P&O Ferries charged again low after ‘attempting to CUT’ lower crew wages

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P&O sparked an uproar last month by firing staff without notice and then replacing them with cheaper overseas staff and the sackings were condemned as illegal by Prime Minister Boris Johnson.

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Angela Rayner criticizes the government during a demonstration against P&O

P&O Ferries was accused of digging new depths yesterday after it tried to cut the wages of its poorly paid new overseas crew.

Overseas agency workers hired to replace 786 employees illegally fired by Zoom’s appeal claimed they were asked to sign new contracts with lower pay.

If they did not agree, they risked being out of work, it is claimed.

An agency worker emailed the RMT union from the Spirit of Britain ferry in Dover and said: ‘We are desperate.

In one example, workers say bosses paid £2,336 a month on temporary contracts have been asked to sign new deals giving them £195 a month less.

The ferry, now cleared to resume the route from Dover to Calais, has a crew of 70.






£325,000-a-year P&O boss Peter Hebblethwaite has been called to quit

But it’s unclear whether all have faced a cut, or whether staff on seven other ferries have also been targeted.

Some crews earn just £748 a month for a 40-hour week, or just £4.30 an hour.

Darren Procter, national secretary of the RMT – which campaigns for sacked P&O staff to be reinstated – says new workers have been recruited on month-long contracts. He said contracts had expired and staff had been offered “lower terms”.

He added: “Whatever their nationality, we are concerned – they are just as much victims as our members.”

P&O sparked an uproar last month by laying off staff without notice and then replacing them with cheaper overseas staff.

The sackings were called illegal by Prime Minister Boris Johnson. Transport Secretary Grant Shapps has called on £325,000-a-year P&O boss Peter Hebblethwaite to resign over breaches of employment law.

The new crew was hired through Malta-based International Ferry Management, which was established in February. Shipping companies registered overseas operating between the UK and Europe are exempt from minimum wage legislation.

In the email seen by the Sunday Mirror, a Romanian chef claimed IFM and P&O were trying to get the agency team to sign new contracts.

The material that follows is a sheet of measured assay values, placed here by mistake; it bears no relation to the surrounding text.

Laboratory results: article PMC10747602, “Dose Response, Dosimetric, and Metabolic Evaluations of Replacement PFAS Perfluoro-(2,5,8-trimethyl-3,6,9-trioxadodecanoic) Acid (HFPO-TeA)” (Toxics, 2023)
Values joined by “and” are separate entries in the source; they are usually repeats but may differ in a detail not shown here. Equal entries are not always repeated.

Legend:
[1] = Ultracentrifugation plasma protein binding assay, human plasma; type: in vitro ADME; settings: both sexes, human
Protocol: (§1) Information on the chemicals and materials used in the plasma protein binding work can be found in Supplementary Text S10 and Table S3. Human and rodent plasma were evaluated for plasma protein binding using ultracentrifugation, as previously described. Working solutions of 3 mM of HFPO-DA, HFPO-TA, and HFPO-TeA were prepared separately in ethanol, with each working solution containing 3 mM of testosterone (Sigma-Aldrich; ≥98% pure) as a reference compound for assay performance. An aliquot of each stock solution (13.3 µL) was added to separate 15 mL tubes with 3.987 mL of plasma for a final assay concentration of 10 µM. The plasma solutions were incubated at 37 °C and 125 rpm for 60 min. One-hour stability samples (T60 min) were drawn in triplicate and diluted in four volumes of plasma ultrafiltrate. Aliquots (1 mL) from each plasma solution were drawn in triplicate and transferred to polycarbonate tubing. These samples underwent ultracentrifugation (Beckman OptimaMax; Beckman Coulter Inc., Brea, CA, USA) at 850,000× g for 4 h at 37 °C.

Darren Procter, national secretary of the RMT, says some of the new workers have been recruited on month-long contracts.
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Darren Procter)


He said, “They don’t care about rights. It’s my sixth day working without a contract, please help. They try to give us less money. We are desperate.

Sources close to P&O Ferries last night denied attempting to change pay rates.

But a Maritime and Coastguard Agency spokesperson said: ‘Before re-inspecting the Spirit of Britain yesterday, the Maritime and Coastguard Agency received a complaint via the RMT that a seaman had been asked to sign a contract with reduced wages. As part of the re-inspection, the MCA investigated and as a result the affected sailors were given amended contracts, which reverted to their original salary.

The RMT was allowed to board the vessel last week and speak to the crew.

Mr Procter said: ‘I spoke with three Honduran crew members and explained that they only had 50 minutes in port and would not set foot on dry land for leave down for 17 weeks – because they didn’t have time to do it. The color faded from their faces and I think they realized they were joining a ferry and not a P&O cruise ship!







New P&O staff during security training at the Port of Dover in Kent
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PENNSYLVANIA)


“Their contract is a base salary of $961 per month for 40 hours of work per week. That equates to £748 a month on board a ship, away from loved ones on the UK’s busiest ferry route.

Sacked P&O chief John Lansdown, 40, slammed ‘another example of corporate greed’. Mr Lansdown, of Herne Bay, Kent, who is suing for unfair dismissal, said: ‘P&O is exploiting workers. If they get away with it again, it could give others the green light.

P&O said the redundancies came after losses of £100million a year put all 3,000 employees at risk. The company, which declined to comment yesterday, was acquired for £322million in 2019 by Dubai-based DP World, which first owned it in 2006.

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